Tuesday, April 11, 2017

An intimate act of love


An intimate act of love


An intimate act of love
Chris McDonnell
At the end of a long day there is something very satisfying in kicking off our outdoor shoes and finding a pair of slippers for the evening. Only when it is bedtime will we remove socks or tights as we prepare for a nights sleep.
In the Judea of Roman times, the shoes would have been sandals and they would very likely have been worn on bare feet. In consequence, on arrival at a house, your own home or that of a friend, the prospect of a good foot washing would have been welcomed.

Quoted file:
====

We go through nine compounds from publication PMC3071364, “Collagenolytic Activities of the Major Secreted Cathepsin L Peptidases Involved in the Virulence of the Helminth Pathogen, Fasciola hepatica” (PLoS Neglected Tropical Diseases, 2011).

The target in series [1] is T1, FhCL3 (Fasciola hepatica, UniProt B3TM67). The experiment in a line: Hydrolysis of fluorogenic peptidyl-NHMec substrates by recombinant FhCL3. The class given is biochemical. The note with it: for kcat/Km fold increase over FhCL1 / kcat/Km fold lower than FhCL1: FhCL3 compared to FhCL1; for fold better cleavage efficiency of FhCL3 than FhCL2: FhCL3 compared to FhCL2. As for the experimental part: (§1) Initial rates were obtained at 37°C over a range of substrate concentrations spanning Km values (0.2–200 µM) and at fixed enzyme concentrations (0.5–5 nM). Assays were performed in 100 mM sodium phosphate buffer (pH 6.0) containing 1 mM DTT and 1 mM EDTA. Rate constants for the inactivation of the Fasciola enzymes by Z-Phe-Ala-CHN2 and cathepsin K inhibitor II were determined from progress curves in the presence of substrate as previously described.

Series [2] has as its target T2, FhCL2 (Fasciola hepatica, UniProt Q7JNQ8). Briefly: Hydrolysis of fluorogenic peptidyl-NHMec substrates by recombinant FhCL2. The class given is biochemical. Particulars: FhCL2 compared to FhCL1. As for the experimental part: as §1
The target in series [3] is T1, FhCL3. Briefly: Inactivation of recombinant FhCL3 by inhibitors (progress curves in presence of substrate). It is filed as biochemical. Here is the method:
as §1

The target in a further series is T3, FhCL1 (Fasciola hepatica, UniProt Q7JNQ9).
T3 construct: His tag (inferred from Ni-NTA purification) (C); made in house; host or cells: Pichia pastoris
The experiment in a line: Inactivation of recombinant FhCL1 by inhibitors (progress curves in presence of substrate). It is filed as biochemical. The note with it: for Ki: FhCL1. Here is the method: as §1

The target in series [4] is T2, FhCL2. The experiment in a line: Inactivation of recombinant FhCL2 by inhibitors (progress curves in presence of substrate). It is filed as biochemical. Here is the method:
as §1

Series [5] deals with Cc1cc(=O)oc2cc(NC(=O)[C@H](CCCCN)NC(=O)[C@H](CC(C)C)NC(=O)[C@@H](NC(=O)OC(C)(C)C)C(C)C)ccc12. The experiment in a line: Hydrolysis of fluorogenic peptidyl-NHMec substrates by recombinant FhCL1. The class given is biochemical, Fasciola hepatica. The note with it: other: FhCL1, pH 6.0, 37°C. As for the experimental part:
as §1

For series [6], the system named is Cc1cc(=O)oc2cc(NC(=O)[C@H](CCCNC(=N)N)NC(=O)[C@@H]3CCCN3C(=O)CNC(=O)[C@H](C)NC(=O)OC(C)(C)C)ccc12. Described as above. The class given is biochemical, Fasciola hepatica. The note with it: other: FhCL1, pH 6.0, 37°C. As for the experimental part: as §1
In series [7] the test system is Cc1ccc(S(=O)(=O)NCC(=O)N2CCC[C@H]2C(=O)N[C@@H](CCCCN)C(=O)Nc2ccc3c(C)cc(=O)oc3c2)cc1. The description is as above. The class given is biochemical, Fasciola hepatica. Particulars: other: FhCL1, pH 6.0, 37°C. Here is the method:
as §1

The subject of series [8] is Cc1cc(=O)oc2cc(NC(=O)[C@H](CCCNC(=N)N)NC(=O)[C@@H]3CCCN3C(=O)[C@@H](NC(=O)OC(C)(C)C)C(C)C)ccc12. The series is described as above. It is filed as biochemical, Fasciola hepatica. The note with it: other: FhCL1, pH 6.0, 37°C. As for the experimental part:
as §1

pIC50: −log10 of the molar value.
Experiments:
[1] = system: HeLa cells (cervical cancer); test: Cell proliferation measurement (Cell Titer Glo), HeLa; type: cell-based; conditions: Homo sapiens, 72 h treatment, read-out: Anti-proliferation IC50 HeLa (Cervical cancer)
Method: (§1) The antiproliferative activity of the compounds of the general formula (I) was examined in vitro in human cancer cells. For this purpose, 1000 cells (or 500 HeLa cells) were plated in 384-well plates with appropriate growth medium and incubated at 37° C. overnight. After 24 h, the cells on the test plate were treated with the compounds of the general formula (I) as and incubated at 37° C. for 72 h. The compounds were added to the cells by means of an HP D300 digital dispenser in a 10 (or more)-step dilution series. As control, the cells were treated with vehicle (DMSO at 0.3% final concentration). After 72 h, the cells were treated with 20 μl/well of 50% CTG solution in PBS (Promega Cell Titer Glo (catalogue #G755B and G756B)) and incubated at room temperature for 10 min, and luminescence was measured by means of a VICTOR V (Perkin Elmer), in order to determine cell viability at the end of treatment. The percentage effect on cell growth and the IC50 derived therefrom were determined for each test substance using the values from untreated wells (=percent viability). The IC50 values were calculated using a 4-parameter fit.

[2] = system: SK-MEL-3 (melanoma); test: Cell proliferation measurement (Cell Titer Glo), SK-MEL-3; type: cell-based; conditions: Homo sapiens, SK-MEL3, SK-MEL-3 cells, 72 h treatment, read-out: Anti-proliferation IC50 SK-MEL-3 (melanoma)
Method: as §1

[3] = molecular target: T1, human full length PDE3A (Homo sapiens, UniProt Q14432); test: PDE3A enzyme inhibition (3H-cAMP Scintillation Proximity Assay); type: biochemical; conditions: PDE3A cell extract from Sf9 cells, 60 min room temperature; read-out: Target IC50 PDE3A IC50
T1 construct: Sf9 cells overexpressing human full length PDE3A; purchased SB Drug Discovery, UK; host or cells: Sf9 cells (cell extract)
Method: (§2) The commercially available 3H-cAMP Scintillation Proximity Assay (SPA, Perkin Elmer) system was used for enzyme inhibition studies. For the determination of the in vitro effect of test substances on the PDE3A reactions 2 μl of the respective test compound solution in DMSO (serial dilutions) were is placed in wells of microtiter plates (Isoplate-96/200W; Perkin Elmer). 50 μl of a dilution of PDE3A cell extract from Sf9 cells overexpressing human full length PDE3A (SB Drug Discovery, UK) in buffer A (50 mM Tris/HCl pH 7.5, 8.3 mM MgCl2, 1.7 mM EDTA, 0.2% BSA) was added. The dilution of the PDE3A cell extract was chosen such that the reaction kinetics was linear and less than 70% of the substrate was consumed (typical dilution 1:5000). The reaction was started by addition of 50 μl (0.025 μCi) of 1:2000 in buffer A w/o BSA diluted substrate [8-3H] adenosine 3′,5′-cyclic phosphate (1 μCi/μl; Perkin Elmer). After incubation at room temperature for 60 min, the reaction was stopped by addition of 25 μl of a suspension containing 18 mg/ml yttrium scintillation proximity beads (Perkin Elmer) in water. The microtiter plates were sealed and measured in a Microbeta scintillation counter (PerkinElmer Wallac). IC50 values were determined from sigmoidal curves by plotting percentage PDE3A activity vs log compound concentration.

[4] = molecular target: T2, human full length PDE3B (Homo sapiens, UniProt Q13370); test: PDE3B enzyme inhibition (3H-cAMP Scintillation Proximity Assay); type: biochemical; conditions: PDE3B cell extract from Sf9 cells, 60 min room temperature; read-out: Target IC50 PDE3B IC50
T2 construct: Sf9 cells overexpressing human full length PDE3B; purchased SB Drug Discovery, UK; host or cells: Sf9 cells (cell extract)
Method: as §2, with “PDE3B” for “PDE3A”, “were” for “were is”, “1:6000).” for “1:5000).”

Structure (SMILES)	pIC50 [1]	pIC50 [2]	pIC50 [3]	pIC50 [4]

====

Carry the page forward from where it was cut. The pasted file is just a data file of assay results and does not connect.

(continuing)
It was a lowly job, undertaken by a servant. Given the attitudes of the time, that servant would more than likely have been a woman. It was an action placed firmly at the bottom of the social pile.
That is why when we are told in John’s Gospel account of the Last Supper that Jesus knelt and washed the feet of those who had shared the meal this action went against the grain of the times. The one who was Lord undertook an action totally out of place within the social custom of the time. Even Peter protested the experience.